Matias Rodriguez, Class of 2025, explained how this “not only limits the idea of a global education but also limits the possibility of students to advance in their degree, [...] because they are accepted for a summer course but most of the students can not even do it because it’s too expensive [...] to buy the flight, or to change the flight from their [...] study away location to Abu Dhabi, especially when they’re planning to return back home over the summer.” He mentioned how flights to and from “North/South America and even some parts of Asia are way more expensive.”
Another crucial consequence of this, Rodriguez pointed out, is the fact that “many students [...] had to reject or withdraw from the course” due to financial constraints. These students rely on the university for their flights, and for many of them, it is next to impossible to purchase one themselves. For many of them, paying for their flights has meant falling behind on credits, or their major and/or graduation requirements.
Those who were able to buy their own flights are not in a much better position either. Some students were able to simply reroute their flights to Abu Dhabi by either canceling their second connection from Abu Dhabi onwards or changing flights. This is because some tickets are flexible and some aren’t. Ayesha Ahmed, Class of 2025, questioned “Why is [there] disparity in treatment? Why is there so much disproportionation? All of us are on full aid.”
Prinsa Chauhan, Class of 2025, commented on the fiasco, “If only departments across NYUAD communicated with each other, they would be more aware of this issue. Global Ed could communicate with Res Ed. It could have saved lots of students from lots of trouble. Right now we feel like only the [NYU] Abu Dhabi students are accommodated for, because [their] semester ends on the 20th, and Summer starts from the 22nd. In other global sites, the semester ends early.”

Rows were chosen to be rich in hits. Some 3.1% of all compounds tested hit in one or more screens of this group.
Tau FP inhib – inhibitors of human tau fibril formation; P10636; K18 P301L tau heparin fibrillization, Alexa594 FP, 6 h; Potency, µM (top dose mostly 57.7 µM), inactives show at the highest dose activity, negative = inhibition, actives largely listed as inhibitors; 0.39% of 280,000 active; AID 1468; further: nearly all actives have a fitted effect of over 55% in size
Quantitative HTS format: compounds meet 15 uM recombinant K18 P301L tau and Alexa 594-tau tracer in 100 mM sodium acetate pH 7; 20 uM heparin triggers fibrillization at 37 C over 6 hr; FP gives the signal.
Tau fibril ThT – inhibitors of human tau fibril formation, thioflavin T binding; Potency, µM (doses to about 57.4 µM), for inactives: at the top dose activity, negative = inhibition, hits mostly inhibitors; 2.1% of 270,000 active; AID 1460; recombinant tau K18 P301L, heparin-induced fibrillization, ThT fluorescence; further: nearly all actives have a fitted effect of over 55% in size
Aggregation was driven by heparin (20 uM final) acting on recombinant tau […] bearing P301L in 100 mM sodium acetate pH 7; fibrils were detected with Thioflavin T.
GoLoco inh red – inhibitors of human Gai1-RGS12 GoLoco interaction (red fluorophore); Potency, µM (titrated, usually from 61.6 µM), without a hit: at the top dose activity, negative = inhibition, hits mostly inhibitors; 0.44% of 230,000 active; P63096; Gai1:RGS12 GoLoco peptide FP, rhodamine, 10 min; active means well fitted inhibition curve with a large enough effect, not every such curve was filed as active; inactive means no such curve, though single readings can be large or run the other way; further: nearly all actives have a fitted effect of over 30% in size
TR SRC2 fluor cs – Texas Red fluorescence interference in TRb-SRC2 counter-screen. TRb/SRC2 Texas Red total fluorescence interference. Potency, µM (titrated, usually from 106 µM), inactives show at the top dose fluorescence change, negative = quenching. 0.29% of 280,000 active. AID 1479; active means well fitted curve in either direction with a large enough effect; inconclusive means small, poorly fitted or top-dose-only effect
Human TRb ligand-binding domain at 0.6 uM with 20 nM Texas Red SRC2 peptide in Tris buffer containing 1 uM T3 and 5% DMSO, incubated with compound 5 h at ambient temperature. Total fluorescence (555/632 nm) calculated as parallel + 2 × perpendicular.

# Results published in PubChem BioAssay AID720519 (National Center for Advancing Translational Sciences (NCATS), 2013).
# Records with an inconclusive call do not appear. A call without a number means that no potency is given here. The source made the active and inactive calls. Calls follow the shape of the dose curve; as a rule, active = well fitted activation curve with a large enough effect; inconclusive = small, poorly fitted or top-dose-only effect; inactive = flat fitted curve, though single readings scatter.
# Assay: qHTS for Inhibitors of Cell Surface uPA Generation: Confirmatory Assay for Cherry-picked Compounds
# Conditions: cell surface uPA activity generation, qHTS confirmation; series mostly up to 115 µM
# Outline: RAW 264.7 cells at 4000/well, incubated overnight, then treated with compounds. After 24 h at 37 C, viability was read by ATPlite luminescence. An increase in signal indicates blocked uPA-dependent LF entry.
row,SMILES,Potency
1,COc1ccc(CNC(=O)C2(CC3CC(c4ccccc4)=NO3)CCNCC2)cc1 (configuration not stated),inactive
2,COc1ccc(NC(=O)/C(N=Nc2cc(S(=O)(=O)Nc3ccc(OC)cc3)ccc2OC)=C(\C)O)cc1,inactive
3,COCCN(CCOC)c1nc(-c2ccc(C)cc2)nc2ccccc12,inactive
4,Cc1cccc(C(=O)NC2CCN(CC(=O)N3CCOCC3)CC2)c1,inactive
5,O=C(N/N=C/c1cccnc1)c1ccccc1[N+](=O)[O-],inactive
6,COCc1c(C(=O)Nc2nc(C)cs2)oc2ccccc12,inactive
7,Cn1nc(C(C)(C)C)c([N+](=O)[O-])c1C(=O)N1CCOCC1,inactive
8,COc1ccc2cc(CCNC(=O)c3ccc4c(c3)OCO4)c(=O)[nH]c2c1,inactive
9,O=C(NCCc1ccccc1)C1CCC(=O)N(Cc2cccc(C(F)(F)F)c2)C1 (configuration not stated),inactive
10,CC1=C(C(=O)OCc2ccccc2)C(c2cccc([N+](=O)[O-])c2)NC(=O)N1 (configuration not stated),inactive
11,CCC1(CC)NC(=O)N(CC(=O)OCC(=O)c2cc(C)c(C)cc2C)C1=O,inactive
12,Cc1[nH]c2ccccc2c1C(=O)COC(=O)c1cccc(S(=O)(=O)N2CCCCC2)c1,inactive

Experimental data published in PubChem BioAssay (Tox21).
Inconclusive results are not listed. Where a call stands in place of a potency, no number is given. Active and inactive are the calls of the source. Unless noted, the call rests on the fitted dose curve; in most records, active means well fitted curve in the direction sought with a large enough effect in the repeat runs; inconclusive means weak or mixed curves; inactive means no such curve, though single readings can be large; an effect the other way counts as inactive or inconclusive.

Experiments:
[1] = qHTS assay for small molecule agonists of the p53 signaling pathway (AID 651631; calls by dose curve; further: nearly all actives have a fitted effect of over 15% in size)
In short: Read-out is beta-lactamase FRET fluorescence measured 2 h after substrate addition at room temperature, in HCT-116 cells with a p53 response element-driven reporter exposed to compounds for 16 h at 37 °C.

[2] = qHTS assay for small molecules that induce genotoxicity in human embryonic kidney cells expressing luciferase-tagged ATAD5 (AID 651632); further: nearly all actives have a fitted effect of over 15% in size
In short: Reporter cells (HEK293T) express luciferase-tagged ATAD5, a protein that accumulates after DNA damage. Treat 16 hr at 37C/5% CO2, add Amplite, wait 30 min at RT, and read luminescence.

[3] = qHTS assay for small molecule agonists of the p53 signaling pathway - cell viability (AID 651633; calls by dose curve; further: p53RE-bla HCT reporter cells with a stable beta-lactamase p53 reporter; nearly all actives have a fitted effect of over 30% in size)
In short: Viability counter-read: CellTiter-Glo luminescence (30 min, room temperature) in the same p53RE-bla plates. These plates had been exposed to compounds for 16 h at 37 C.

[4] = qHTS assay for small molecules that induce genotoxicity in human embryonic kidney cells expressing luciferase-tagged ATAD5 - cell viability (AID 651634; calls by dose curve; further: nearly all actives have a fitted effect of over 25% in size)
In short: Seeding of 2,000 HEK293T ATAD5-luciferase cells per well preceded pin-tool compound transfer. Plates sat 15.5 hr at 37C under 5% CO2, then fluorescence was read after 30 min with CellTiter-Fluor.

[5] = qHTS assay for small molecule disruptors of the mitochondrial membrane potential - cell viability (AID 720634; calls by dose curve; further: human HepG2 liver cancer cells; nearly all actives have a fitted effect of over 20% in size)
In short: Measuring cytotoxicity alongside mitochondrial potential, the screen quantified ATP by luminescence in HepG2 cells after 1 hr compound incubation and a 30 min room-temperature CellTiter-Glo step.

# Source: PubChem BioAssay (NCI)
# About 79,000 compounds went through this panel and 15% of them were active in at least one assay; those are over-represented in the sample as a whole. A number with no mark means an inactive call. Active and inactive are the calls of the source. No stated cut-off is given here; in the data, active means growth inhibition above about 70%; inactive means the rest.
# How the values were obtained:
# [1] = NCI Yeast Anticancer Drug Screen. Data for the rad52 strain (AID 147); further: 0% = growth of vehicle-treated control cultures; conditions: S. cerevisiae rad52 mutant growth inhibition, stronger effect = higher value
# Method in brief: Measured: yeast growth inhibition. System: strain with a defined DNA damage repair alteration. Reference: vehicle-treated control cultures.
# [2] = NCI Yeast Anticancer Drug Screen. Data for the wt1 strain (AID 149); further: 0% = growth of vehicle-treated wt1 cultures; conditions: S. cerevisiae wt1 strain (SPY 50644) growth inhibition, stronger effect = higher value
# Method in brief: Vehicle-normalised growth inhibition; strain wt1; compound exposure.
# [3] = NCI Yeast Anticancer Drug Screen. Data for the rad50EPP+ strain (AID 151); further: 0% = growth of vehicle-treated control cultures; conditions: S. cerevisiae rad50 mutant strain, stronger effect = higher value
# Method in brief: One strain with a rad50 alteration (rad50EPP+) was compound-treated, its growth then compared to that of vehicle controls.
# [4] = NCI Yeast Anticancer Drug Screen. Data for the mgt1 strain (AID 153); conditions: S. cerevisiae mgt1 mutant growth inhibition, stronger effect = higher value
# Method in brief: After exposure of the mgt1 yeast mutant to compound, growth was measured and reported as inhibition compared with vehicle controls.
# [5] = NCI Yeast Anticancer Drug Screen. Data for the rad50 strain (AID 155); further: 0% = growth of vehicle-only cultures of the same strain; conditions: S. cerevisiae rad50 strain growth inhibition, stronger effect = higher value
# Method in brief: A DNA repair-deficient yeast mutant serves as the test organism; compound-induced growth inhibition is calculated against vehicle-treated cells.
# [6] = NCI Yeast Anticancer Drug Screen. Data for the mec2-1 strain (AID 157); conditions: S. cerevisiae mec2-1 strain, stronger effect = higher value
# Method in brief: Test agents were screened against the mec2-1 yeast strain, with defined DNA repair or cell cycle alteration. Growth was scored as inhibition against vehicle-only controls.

Chauhan’s personal scenario, like everyone else, was also unique. “My cheapest option was to book a flight from [London] to Abu Dhabi, do a summer course and then go back to Nepal. I will land in Abu Dhabi on May 17th, and then they won’t let me check in until May 20th.” She explains the “bureaucratic” processes she had to go through between multiple departments in NYUAD, from the Dean of Students, to Residential Education, to Global Education, (all of which contradict each other and forward the complaint to the next department) to be able to live on campus between this break. “If I am an international student in Abu Dhabi, I have nothing other than the campus. My flight lands at midnight. Where am I expected to go? I can’t afford a hotel. It costs them nothing if I am living [as an overnight guest] with my friends. The main thing is the bureaucracy; one department sending me to another [...] to another [...] to another [....]”
The purpose of this article is not to get NYUAD to pay for our flights. Students have already gone through all the processes necessary to sort it all out, accepting whatever outcomes their individual financial situations may bring. My intention is to emphasize what Chauhan called “inter-departmental communication,” and basic consideration for all students — those studying two doors from their offices, and those studying on different continents. It is important for a school that advocates for a global education and studying abroad as much as NYUAD does, to also be willing and able to cater to the needs of all those who are participating in it.
Shanzae Ashar Siddiqi is Senior Features Editor. Email her at